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Hold the Juice Please!

It’s no secret that most kids love fruit juice. After all, what’s not to love? It’s sweet and refreshing, and since it’s made of fruit, it’s good for you, right? Not so fast, says the American Academy of Pediatrics. While 100 percent fruit juice really is good for children in moderation, it’s also packed with natural sugars which experts say are fueling an epidemic of obesity and dental caries in young children. As a result, the AAP has once again revised its guidelines for serving 100% fruit juice to babies, toddlers, and young children.

In a recent memo released by the AAP entitled “Fruit Juice in Infants, Children, and Adolescents: Current Recommendations,” the AAP announced that it now no longer recommends giving fruit juice to babies under the age of one unless clinically indicated, a change from their previous recommendation of allowing juice at six months of age. The new recommendations state that children between the ages of one and three years of age should drink no more than four ounces of juice per day, and six to eight ounces a day for children ages four to six years old.

So, what’s behind these new guidelines? Dr. Stephen Hill of Allen, Texas says it’s a combination of skyrocketing childhood obesity and cavity rates.

”According to the Centers for Disease Control, childhood obesity rates in America have more than tripled since the 1970s, and the National Children’s Oral Health Foundation says childhood cavities are now the number one most common childhood disease in the world,” said  Hill. “The kicker is that both are completely preventable.”

So, how bad can fruit juice really be? After all, if it’s 100 percent fruit, it should be healthy, shouldn’t it?

“Remember a few months ago when Starbucks took a lot of heat for their Unicorn Frappuccino, which had 59 grams of sugar in a 16 ounce serving? Look at a 10 ounce, single serving bottle of 100 percent apple juice with no sugar added,” said Hill. “It has 33 grams of sugar. If you do the math, the Unicorn Frappuccino had 3.8 grams of sugar per ounce, and apple juice with no sugar added has 3.3 grams of sugar per ounce. That’s a lot of sugar!”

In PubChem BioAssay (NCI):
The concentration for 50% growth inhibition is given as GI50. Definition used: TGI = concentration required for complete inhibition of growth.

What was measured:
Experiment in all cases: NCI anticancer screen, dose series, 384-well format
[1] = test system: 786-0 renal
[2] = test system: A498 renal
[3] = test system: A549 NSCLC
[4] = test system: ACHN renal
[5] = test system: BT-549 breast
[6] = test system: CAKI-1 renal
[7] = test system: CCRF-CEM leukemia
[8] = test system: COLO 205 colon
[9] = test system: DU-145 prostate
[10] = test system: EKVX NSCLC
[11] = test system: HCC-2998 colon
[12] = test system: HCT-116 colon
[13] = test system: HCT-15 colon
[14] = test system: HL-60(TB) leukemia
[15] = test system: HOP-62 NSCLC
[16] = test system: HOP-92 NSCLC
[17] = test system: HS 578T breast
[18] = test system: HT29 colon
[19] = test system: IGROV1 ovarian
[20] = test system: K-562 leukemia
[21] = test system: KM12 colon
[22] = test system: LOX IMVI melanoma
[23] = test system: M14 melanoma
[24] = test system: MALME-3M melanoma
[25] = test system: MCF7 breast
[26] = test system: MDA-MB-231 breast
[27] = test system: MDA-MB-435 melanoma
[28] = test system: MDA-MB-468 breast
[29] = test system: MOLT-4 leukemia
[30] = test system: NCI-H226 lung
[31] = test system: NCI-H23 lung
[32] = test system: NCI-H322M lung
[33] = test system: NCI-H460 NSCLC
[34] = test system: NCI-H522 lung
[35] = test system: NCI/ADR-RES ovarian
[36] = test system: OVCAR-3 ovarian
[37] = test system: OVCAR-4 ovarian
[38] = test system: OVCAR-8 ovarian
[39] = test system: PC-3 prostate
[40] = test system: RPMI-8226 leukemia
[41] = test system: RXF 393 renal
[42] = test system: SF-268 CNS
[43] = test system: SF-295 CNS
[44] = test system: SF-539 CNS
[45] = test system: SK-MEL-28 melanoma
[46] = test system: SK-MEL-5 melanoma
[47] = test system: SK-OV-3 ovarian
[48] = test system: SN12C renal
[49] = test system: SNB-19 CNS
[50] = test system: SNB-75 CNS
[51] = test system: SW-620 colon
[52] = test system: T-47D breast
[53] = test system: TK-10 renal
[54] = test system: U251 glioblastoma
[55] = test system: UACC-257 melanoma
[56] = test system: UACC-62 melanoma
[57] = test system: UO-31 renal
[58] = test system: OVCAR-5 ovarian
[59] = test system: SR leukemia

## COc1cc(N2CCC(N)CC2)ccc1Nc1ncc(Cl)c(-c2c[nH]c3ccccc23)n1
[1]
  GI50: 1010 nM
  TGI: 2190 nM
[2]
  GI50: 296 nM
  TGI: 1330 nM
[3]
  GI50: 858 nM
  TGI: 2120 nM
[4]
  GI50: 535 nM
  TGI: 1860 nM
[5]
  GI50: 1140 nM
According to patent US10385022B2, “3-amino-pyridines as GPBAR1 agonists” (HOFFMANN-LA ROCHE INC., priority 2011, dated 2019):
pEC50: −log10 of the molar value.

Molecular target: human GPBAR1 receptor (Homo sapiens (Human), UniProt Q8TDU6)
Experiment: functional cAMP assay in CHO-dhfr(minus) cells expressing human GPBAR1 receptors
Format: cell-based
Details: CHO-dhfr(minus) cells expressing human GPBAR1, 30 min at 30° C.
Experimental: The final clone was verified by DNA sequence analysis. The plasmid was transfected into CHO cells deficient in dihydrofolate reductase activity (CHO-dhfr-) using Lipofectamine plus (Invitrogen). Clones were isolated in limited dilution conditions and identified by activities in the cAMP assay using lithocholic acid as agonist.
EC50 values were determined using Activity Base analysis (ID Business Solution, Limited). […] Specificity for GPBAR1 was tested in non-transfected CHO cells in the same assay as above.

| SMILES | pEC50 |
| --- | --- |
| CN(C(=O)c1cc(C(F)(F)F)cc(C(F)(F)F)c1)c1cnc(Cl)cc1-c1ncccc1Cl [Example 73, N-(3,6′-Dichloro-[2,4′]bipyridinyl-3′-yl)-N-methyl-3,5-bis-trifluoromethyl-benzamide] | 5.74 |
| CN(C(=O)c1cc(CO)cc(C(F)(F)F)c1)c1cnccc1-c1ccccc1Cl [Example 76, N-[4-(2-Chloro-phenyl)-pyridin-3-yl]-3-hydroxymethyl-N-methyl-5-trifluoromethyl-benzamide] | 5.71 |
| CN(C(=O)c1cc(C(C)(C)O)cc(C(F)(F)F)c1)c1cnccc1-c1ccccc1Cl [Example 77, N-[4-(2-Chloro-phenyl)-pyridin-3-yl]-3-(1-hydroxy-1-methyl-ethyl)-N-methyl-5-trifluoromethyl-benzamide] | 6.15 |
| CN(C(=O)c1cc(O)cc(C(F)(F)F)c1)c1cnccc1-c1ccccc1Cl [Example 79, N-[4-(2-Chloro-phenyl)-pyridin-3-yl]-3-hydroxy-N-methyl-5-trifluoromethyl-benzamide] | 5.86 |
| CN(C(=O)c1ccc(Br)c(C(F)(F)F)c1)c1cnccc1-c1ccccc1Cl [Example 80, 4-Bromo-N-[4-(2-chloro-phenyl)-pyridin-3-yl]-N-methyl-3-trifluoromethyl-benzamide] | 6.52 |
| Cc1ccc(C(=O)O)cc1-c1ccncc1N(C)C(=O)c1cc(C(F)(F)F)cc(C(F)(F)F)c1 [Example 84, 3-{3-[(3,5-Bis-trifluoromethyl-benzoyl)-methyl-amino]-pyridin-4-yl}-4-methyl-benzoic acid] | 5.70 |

In addition to the new age guidelines, the AAP now also recommends that children not drink juice from sippy cups or bottles that can be drank from throughout the day. Instead, children should be given fiber-rich fresh fruits in lieu of fruit juices, and breast milk, water, or cow’s milk should be offered to children to drink.

“The reason they recommend not using bottles or sippy cups is that these containers allow children to keep drinking juice throughout the day instead of drinking their serving in one sitting and moving on,” said Hill. “If they take one sip from a bottle every 30 minutes throughout the day, they’d pretty much have sugar on their teeth the entire day. For the same reason, the AAP does not recommend allowing children to have juice at bedtime, as the sugar will sit on their teeth all night as they sleep. For bedtime drinks, you should only give water.”

So, how can you get your juice-loving children to scale back on their favorite beverage?

“Try giving them a piece of fresh fruit, or buy a water pitcher with a fruit infuser in the center,” said Hill. “You can also try cutting their fruit juice with water to dilute it so a 4 ounce serving of juice goes a little further. For babies who haven’t tried juice, I’d suggest you treat it like soda and hold off on introducing it for as long as possible.”

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